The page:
Weekly Report – November 7, 2010

Water temperatures have dropped significantly since the last report to a seasonable low-60s north (Duck) to the upper 60s south of Cape Hatteras to the South Carolina border.  After a pretty nice last weekend, the winds blew often and hard last week and have continued to blow through this weekend – mostly N, NE, NW.  It was looking like this coming week would provide excellent opportunities to take advantage of these recent cold fronts, but Mother Nature is fickle.  Its looking now like the wind machine will be on “high” for most of the upcoming week, particularly at the Outer Banks.  When the waters finally settle out, fishing should be outstanding.  This could be a very good week to focus on the southeastern coast, where the forecast northerly winds flatten out the surf – conditions look to be excellent there and the dropping water temperatures should have the fish in a feeding mood.

Indeed, when the conditions have permitted, there have been some excellent reports over the past week.  The Outer Banks have been a tough go because of the wind and high surf.  There was a brief lull in the hard north winds, during which gobs of small specks were caught from the sloughs north of Oregon Inlet.  Over the past week, there have been reports of good action on pups in north Rodanthe, good catches of blues on bait (its generally been too rough for lures), and pretty good action for big red drum from Cape Point and Ocracoke’s South Point.  However, its from Carteret County south that the big buzz has been about speckled trout – they seem to have exploded on the surf scene.  Some big trout – including a 9.3 lb. monster – have been beached in the Topsail Island surf.  The Cape Lookout rock jetty had some great action with nice fish in last week’s snotty NE, and I heard of limits of 2-3 pounders in Emerald Isle in the brief lull between strong cold fronts.  Most of the reports are still featuring small trout, but many more keepers are showing up in the mix, especially south of the Outer Banks.  In addition to the specks, there have been some semi-confirmed reports of a few more stripers showing, particularly in Oregon Inlet, along with a better bite in the sound.  Flounder fishing continues to be good; and although I haven’t be able to take advantage of it, this seems to be the best year for flounder in the surf and inlets in quite a while.  Big sea mullet continue to be abundant, but the bite of big pompano is slacking off and these fish will soon be gone for the winter.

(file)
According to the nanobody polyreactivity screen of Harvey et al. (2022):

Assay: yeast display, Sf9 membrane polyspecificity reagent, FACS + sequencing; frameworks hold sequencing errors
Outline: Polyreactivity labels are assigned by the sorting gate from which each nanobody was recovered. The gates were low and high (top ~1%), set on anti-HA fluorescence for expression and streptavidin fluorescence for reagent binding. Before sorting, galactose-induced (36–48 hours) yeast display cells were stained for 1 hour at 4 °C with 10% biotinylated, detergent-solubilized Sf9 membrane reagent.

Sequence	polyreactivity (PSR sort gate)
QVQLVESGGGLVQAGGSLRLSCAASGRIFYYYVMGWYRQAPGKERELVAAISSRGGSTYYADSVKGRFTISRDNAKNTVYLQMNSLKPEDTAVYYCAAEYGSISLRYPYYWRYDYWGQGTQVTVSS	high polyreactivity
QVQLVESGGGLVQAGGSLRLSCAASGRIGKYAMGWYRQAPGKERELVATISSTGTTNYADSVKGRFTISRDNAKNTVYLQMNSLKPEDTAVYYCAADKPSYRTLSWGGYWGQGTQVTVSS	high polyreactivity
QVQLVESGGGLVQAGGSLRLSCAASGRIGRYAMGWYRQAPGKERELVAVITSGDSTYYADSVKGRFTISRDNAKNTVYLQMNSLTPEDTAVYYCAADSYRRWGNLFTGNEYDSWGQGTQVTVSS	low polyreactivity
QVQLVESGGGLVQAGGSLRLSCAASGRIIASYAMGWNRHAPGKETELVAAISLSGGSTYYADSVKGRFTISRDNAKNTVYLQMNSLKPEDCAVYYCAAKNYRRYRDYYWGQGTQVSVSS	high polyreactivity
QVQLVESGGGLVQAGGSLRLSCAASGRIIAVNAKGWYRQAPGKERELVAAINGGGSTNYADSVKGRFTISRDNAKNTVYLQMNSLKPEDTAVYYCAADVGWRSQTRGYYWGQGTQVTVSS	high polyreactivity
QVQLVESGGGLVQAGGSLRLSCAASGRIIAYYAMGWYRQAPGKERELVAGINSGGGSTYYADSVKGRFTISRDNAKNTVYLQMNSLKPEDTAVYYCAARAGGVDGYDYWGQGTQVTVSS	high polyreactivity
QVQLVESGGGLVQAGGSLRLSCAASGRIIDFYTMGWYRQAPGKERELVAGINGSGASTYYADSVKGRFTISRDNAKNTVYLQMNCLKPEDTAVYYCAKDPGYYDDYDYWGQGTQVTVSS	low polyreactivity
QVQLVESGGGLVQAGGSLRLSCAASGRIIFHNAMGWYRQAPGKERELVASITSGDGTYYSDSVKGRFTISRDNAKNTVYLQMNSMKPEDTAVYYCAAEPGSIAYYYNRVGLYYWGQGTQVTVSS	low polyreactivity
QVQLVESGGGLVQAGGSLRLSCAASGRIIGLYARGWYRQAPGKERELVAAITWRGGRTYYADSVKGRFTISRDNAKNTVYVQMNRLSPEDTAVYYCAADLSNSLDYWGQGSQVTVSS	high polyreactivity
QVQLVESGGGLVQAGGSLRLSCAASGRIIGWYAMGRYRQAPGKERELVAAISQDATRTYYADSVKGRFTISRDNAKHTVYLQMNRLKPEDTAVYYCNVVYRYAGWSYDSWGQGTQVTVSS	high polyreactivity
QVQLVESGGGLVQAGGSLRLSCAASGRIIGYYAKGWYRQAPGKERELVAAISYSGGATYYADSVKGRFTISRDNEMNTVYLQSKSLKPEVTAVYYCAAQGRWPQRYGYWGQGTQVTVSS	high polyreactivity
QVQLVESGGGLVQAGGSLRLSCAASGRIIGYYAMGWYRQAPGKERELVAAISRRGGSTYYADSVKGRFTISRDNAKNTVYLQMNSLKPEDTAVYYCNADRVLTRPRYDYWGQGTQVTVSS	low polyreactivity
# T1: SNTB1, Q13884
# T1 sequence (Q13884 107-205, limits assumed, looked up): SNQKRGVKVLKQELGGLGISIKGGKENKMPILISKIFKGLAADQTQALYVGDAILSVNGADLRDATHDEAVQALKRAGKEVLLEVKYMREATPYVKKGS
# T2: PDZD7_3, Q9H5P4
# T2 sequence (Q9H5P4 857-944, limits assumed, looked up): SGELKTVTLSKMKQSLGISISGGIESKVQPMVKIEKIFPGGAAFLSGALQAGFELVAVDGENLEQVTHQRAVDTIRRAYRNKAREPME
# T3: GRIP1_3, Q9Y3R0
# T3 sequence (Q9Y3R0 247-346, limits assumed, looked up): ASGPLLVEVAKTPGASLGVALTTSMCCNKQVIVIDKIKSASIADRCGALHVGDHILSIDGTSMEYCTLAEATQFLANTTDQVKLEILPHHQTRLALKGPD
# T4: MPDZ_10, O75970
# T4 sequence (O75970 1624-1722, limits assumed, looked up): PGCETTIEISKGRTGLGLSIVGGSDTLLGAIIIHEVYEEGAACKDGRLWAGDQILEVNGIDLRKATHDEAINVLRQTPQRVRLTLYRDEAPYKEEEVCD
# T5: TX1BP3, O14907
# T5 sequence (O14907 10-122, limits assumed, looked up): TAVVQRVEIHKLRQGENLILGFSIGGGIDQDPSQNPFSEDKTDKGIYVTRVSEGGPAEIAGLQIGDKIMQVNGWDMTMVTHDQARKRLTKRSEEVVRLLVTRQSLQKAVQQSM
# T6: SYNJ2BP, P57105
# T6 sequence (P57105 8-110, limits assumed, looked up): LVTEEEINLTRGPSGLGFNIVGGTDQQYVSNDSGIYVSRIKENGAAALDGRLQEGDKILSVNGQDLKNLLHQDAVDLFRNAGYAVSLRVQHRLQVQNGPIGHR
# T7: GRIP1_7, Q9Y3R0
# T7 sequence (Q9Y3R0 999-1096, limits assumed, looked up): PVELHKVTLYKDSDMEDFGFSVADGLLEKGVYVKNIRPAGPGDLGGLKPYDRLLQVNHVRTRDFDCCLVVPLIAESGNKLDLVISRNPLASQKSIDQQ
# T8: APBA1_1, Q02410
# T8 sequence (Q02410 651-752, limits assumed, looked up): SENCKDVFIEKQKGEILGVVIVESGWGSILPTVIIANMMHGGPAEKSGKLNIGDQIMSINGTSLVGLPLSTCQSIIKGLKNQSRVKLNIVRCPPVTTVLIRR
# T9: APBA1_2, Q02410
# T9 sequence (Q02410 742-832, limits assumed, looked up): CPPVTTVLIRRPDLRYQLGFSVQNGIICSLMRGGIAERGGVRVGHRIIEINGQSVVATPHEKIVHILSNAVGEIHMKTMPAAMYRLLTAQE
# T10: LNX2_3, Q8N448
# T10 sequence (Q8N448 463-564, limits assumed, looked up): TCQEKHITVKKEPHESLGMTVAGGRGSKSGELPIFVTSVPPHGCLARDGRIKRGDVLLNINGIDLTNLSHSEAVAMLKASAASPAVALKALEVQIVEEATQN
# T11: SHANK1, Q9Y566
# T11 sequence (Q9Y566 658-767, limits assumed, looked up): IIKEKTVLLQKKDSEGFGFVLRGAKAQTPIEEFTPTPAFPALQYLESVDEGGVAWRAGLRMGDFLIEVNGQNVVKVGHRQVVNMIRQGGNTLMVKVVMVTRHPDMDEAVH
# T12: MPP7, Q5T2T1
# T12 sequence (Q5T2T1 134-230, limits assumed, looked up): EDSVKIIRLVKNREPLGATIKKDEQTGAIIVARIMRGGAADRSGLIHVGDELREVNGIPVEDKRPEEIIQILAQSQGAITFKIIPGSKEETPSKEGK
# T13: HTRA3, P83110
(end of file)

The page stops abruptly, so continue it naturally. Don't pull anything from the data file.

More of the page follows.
Along the Northeast coast, stripers and blues are biting in full force between Long Island and South Jersey.  I’ve only peripherally been following reports from Delaware, Maryland, and Virginia; however reports of larger specks starting to show in the lower Chesapeake bode well for the Outer Banks.   It sounds like striper action in the Chesapeake has been relatively slow to start-up this fall, which could portend for another slow season at the Outer Banks.

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~ by surffisher on November 8, 2010.

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